Nothing is more frustrating in a dental office than seeing that a claim was denied by insurance, therefore it isn’t paid. Then you have to backtrack and see what went wrong. It’s time consuming! And hard to keep track of.
Don’t sit back and wait for the Explanation of Benefits (EOB) to come to you. You may be waiting for a long time in some cases. If the claim never got to the insurance company, how will they even know to send you an EOB?
At Dental ClaimSupport, our remote billers are responsible for getting claims paid by insurance, so we are constantly tracking whether or not they are paid. For practices trying to handle their insurance billing themselves, we often are asked what is the best way to track unpaid, denied claims.
In this article, we will explain the best practices for tracking unpaid claims in order to help your dental practice more easily collect what it has earned.
Why some insurance claims get denied by dental insurance companies
There are several reasons an insurance claim could be denied. Here’s the annoying part: most of them are small mistakes that you didn’t know you were making (it happens to everyone!).
Data entry is the number one cause of insurance claim denials
A group ID number, social security number, an employee ID number, or birthday could have a small error, perhaps just one number off, that gets a claim denied. You’ll have to make the corrections then send the claim back to insurance.
Insurance claims can also be denied because insurance is saying it's an unnecessary procedure
If this is the case you’d need to make some follow-up calls to get straightened out. Maybe the procedure wasn’t actually covered by the insurance, which means there was a misstep during the insurance verification process.
Will I know immediately when a claim has been denied by insurance?
If you send the claim to the right insurance company, and they find your claim and account, you could get notification saying it was denied. Some claims auto-reject, depending on the clearinghouse you’re using and the insurance company you are sending the claim to. However, you really shouldn’t depend on insurance letting you know that they denied a claim. You need a proactive way to stay on top of claims due for payment before they are 30 days old.
With the strategy we’re about to explain, you’ll know when to just pick up the phone and talk to an insurance rep and ask that question our billers ask every day: Why hasn’t this claim been paid?
So, what's the best strategy for tracking unpaid dental claims?
When it comes to getting insurance claims paid, time is money. Literally!
The timeframe between when the procedure is performed, the claim is batched, then sent to insurance is crucial to pay attention to. Insurance doesn’t care about your timeline! So you have to. The good news is most dental software keeps track of these dates for you, but you need someone on your team who is dedicated to checking these dates and making sure claims get paid by insurance within 30 days.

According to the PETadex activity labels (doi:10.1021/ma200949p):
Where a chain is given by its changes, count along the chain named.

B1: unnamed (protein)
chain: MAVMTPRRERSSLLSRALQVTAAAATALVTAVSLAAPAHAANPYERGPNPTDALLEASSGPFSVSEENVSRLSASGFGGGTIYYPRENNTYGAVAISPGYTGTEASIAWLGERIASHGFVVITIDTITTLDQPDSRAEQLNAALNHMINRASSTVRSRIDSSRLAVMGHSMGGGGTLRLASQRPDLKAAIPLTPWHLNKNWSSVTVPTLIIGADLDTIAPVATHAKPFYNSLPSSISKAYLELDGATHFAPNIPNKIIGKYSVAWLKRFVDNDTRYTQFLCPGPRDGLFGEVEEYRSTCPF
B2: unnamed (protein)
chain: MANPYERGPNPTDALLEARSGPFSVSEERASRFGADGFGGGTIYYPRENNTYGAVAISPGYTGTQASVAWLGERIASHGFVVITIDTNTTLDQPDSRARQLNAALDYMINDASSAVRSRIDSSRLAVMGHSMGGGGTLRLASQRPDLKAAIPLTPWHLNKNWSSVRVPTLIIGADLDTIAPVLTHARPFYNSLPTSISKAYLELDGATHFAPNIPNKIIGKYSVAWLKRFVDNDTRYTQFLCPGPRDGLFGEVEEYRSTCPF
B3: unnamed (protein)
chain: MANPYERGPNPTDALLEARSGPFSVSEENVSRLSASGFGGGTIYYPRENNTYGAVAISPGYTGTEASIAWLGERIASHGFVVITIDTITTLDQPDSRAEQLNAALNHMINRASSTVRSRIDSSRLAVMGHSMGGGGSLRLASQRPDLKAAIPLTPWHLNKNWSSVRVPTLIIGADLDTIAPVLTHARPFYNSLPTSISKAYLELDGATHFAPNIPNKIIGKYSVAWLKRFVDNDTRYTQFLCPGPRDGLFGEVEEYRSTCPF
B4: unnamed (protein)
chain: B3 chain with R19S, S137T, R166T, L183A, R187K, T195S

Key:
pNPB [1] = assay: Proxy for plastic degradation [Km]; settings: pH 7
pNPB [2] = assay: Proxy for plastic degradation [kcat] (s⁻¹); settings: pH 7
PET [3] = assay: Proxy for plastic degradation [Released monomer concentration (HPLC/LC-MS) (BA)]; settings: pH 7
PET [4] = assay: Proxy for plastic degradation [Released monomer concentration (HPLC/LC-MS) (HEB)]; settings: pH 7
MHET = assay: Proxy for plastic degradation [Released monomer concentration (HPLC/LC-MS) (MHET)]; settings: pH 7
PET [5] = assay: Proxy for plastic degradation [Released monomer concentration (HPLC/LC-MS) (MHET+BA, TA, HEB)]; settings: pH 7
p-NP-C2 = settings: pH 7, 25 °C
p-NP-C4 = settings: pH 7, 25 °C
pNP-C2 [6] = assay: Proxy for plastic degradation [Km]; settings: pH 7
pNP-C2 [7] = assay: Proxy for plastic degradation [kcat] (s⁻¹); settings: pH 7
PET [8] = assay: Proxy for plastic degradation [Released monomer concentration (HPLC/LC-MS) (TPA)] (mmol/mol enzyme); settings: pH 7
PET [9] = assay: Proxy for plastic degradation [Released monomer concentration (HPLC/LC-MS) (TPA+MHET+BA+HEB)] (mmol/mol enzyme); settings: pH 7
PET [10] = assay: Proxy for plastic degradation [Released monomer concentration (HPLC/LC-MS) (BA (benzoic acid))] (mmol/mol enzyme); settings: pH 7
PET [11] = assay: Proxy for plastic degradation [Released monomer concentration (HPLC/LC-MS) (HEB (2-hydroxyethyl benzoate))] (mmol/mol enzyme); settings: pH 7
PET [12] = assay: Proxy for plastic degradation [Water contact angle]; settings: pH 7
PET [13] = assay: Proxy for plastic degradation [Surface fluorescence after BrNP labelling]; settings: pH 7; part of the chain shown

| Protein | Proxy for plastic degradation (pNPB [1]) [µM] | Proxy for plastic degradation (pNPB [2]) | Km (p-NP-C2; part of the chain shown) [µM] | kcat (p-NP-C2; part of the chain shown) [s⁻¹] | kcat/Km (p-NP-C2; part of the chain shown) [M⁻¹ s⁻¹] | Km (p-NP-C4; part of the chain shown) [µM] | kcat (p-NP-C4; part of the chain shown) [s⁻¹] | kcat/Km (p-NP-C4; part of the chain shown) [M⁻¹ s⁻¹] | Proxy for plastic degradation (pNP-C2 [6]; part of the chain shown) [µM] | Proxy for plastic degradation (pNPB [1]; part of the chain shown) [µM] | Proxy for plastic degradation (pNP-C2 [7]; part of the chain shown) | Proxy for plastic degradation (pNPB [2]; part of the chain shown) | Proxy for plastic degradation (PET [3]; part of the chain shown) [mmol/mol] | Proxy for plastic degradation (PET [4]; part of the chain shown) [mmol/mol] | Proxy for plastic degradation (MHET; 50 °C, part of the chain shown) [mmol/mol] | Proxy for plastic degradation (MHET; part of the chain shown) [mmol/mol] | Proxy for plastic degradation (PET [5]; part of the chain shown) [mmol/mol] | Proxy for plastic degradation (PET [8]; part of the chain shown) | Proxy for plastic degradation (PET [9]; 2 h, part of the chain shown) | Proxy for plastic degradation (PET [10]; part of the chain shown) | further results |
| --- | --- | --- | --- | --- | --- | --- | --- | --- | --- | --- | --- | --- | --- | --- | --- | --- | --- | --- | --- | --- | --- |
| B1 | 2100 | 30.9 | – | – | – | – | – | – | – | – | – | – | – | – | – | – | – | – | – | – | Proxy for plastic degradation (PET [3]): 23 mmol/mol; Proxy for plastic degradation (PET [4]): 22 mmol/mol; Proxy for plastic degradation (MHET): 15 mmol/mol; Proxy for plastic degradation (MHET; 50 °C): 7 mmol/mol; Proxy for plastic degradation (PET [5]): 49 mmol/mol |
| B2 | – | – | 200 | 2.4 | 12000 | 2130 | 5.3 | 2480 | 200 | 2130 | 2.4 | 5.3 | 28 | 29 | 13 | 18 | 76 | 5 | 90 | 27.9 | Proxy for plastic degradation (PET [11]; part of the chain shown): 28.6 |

We even recommend you start the process of following up with insurance after an unpaid claim becomes 15 days old. You might feel like you’re being obnoxious, but you’re getting your practice paid. That’s the goal, right?
Have one person dedicated to your dental insurance billing
Whether this means hiring an insurance coordinator in-house or outsourcing, dealing with billing is a full-time job that requires someone’s entire attention. You might think you can divide up the work, but truly the most efficient way to collect money from insurance is to have one person responsible and committed to the process from start to finish.
We know offices that don’t have ANYONE dedicated to insurance billing. It’s one of those things that someone just eventually gets to. This can lead to low collections, a high aging report and in turn, your practice missing out on a lot of money. Don’t let your business suffer and find a person who can handle your insurance billing.
Work your insurance aging report at minimum once a week
Our remote billers run your aging report once a week. This is what we recommend for everyone. It makes it much easier to stay on top of unpaid claims and nothing stays on the report too long.
You know when you have a project that isn’t very pressing, so you keep putting it off, it hangs over your head and then ends up being a problem that you need to solve? That’s what it’s like to not work your aging report often enough. We recommend having a designated day of the week that your insurance biller takes a few hours to follow up with every claim on the aging report.
This means making those calls to insurance that we all hate. It’s a frustrating job. You sit on hold, you might get hung up on… this job needs someone persistent who gets excited when they check something off their to-do list. You know those people who have a to-do list every day and live by it? That’s who needs to be in charge of working your aging report.
Don't let denied dental insurance claims go unpaid
Don’t depend on the Explanation of Benefits (EOB) to come to you. Take action. Tracking all your unpaid claims puts you in control of your paycheck -- not the insurance company.
Receiving denied claims is a pain in the butt. You can do something about it though, if you have ONE person or company to take care of all things insurance billing and work that aging report weekly. Don’t let these unpaid claims hang over your head like a dark cloud over your practice.